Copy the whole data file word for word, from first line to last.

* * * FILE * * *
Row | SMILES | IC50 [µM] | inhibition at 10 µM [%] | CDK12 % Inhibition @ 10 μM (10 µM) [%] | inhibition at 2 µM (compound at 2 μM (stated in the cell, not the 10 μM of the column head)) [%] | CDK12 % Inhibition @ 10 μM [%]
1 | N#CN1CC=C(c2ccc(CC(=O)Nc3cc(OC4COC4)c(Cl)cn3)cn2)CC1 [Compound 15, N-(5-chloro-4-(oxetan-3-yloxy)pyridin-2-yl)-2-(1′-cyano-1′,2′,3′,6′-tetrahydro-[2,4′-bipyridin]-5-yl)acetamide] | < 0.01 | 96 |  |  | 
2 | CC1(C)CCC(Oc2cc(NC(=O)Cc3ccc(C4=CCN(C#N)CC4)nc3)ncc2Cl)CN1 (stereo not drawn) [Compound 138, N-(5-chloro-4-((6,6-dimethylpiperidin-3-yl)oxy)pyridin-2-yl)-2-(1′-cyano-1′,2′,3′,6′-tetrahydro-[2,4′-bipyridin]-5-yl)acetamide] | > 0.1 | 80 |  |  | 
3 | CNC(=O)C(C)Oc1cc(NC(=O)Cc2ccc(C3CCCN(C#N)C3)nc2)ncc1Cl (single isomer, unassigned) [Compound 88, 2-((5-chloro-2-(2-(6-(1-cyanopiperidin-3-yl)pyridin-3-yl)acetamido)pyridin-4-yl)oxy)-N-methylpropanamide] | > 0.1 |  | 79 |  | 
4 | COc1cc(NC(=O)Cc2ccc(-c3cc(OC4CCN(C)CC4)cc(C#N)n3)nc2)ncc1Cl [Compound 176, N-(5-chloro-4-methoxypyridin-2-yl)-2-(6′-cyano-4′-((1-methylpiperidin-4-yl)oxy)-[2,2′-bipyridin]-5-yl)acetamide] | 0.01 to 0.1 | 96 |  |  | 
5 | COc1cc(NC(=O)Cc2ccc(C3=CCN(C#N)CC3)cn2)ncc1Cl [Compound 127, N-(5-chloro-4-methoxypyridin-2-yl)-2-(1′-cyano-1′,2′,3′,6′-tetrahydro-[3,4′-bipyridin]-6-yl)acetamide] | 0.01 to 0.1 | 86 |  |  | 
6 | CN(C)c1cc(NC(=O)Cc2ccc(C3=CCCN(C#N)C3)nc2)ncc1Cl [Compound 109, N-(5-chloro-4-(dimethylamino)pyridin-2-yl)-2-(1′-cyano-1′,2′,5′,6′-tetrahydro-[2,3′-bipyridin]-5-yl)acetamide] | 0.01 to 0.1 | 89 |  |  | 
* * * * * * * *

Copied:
Row | SMILES | IC50 [µM] | inhibition at 10 µM [%] | CDK12 % Inhibition @ 10 μM (10 µM) [%] | inhibition at 2 µM (compound at 2 μM (stated in the cell, not the 10 μM of the column head)) [%] | CDK12 % Inhibition @ 10 μM [%]
1 | N#CN1CC=C(c2ccc(CC(=O)Nc3cc(OC4COC4)c(Cl)cn3)cn2)CC1 [Compound 15, N-(5-chloro-4-(oxetan-3-yloxy)pyridin-2-yl)-2-(1′-cyano-1′,2′,3′,6′-tetrahydro-[2,4′-bipyridin]-5-yl)acetamide] | < 0.01 | 96 |  |  | 
2 | CC1(C)CCC(Oc2cc(NC(=O)Cc3ccc(C4=CCN(C#N)CC4)nc3)ncc2Cl)CN1 (stereo not drawn) [Compound 138, N-(5-chloro-4-((6,6-dimethylpiperidin-3-yl)oxy)pyridin-2-yl)-2-(1′-cyano-1′,2′,3′,6′-tetrahydro-[2,4′-bipyridin]-5-yl)acetamide] | > 0.1 | 80 |  |  | 
3 | CNC(=O)C(C)Oc1cc(NC(=O)Cc2ccc(C3CCCN(C#N)C3)nc2)ncc1Cl (single isomer, unassigned) [Compound 88, 2-((5-chloro-2-(2-(6-(1-cyanopiperidin-3-yl)pyridin-3-yl)acetamido)pyridin-4-yl)oxy)-N-methylpropanamide] | > 0.1 |  | 79 |  | 
4 | COc1cc(NC(=O)Cc2ccc(-c3cc(OC4CCN(C)CC4)cc(C#N)n3)nc2)ncc1Cl [Compound 176, N-(5-chloro-4-methoxypyridin-2-yl)-2-(6′-cyano-4′-((1-methylpiperidin-4-yl)oxy)-[2,2′-bipyridin]-5-yl)acetamide] | 0.01 to 0.1 | 96 |  |  | 
5 | COc1cc(NC(=O)Cc2ccc(C3=CCN(C#N)CC3)cn2)ncc1Cl [Compound 127, N-(5-chloro-4-methoxypyridin-2-yl)-2-(1′-cyano-1′,2′,3′,6′-tetrahydro-[3,4′-bipyridin]-6-yl)acetamide] | 0.01 to 0.1 | 86 |  |  | 
6 | CN(C)c1cc(NC(=O)Cc2ccc(C3=CCCN(C#N)C3)nc2)ncc1Cl [Compound 109, N-(5-chloro-4-(dimethylamino)pyridin-2-yl)-2-(1′-cyano-1′,2′,5′,6′-tetrahydro-[2,3′-bipyridin]-5-yl)acetamide] | 0.01 to 0.1 | 89 |  |  | 